Ambulatory phlebectomy is an outpatient procedure that removes superficial veins through small, slit-like incisions in the skin. This is the preferred treatment for large varicose veins visible on the surface of the skin. There is almost always underlying venous reflux disease which causes these varicose veins. For this reason, ambulatory phlebectomy is usually performed after the underlying reflux has been corrected with a different procedure such as endovenous laser ablation (EVLA).
At MD Laser medicine and Surgery, ambulatory phlebectomy (also called micro-phlebectomy) is performed in our surgical suite under local anesthesia. Prior to this procedure the patient will have had a thorough vein evaluation including a duplex ultrasound examination. Any underlying venous reflux will also have already been treated.
Who is a candidate for ambulatory phlebectomy?
Patients who have large bulging varicose veins are best treated this way. Those allergic to the local anesthesia, who are not able to walk on their own and who cannot wear the compression stockings (arterial circulation problems) are not candidates for this procedure. Infection or rash in the area to be treated needs to be treated before the surgery. Varicose veins that do not bulge through the skin may be treated with a less invasive procedure called foam sclerotherapy.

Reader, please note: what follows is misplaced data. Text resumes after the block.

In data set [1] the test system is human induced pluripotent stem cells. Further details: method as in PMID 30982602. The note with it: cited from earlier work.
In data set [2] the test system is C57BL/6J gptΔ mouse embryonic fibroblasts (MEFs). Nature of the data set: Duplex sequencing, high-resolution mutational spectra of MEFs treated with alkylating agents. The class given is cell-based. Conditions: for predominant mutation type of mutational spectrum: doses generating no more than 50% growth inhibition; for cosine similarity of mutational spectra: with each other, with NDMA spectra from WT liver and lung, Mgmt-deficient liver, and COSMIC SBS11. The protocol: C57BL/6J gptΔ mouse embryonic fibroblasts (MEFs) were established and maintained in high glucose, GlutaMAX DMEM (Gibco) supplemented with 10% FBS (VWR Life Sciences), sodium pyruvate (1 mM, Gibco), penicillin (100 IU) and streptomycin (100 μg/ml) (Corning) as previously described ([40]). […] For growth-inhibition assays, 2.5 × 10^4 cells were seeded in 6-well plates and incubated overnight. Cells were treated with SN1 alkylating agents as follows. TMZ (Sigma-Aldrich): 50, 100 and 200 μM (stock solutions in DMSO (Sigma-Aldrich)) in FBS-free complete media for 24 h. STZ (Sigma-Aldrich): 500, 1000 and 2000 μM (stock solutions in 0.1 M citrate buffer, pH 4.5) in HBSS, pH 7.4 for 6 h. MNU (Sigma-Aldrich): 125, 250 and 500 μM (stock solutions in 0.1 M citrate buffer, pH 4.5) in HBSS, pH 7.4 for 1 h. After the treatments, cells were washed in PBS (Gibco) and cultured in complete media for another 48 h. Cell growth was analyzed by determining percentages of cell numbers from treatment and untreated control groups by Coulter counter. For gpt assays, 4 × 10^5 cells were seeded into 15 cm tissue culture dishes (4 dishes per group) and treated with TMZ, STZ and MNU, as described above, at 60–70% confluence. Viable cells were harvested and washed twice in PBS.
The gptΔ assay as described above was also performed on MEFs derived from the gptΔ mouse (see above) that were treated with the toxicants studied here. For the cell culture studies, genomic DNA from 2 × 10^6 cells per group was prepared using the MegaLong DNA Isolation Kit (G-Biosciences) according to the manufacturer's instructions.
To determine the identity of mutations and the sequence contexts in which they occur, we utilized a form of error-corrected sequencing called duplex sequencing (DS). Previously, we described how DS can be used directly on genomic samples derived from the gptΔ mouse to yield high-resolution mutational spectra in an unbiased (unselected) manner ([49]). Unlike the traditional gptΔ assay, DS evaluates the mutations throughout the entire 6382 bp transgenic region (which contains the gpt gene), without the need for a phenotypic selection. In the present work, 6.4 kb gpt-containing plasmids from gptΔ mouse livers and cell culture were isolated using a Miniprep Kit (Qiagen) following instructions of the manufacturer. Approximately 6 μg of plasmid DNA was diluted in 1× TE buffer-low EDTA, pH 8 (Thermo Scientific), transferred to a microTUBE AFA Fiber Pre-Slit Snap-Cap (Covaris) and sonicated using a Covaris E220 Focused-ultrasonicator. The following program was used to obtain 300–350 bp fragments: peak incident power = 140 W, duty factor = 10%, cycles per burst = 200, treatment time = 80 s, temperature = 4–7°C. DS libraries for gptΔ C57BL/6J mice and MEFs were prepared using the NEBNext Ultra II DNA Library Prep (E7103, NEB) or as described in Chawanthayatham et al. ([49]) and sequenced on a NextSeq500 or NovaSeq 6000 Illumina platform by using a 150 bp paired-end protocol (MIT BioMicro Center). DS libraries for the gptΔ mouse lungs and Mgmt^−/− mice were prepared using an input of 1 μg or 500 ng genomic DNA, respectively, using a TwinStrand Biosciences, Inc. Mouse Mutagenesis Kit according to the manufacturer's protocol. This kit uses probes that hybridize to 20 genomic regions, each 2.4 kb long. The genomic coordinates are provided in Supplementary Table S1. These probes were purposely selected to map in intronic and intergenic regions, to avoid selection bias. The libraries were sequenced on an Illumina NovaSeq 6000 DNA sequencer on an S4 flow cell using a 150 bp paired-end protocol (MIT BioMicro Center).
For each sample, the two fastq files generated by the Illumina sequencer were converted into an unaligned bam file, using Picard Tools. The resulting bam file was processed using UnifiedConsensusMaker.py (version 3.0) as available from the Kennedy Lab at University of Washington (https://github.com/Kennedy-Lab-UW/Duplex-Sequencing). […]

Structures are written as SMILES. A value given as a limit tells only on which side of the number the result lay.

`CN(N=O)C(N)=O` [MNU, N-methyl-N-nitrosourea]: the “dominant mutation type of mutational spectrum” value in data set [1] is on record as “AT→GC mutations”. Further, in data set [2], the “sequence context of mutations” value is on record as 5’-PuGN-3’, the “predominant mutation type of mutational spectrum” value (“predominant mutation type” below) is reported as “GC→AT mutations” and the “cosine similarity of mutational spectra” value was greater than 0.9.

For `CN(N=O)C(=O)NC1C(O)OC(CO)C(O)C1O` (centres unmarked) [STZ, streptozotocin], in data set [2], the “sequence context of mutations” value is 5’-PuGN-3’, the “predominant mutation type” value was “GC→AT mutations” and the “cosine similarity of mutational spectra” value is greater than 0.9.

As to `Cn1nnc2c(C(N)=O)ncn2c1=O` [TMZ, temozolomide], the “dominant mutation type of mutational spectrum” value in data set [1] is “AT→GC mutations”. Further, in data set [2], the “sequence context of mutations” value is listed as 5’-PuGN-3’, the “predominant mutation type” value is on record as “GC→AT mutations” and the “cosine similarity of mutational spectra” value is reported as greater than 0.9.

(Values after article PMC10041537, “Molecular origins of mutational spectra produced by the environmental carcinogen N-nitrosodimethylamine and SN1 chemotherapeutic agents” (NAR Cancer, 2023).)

What to expect the day of ambulatory phlebectomy?
Ambulatory phlebectomy is performed under local anesthesia and patients should not feel any pain during the procedure. After surgery, discomfort should also be minimal to none, especially if compression stockings are worn as directed.
Bruising and swelling is normal and temporary. You are expected to walk immediately after surgery and carry on normal daily activities except for vigorous exercise and heavy lifting. You must follow the activity restrictions and wear the compression stockings as directed.
What can I expect after having had ambulatory phlebectomy?
Your varicose veins are physically removed and therefore should not come back. However, depending on other factors such as family and personal history, new varicose veins may develop over time.
Temporary bruising and swelling of the treated area is typical and is minimized with compression stockings. The small incisions heal well without sutures and will eventually become practically imperceptible. In darker skinned patients, the incision sites may be darker in color before fading.
It is not always possible to remove the entire varicose vein. There may be small segments that remain in the skin. These fragments may become inflamed and irritated causing the condition thrombophlebitis. The residual vein may feel like a hard cord and may be tender. Over-the-counter medications, compression stockings and time usually resolve the condition.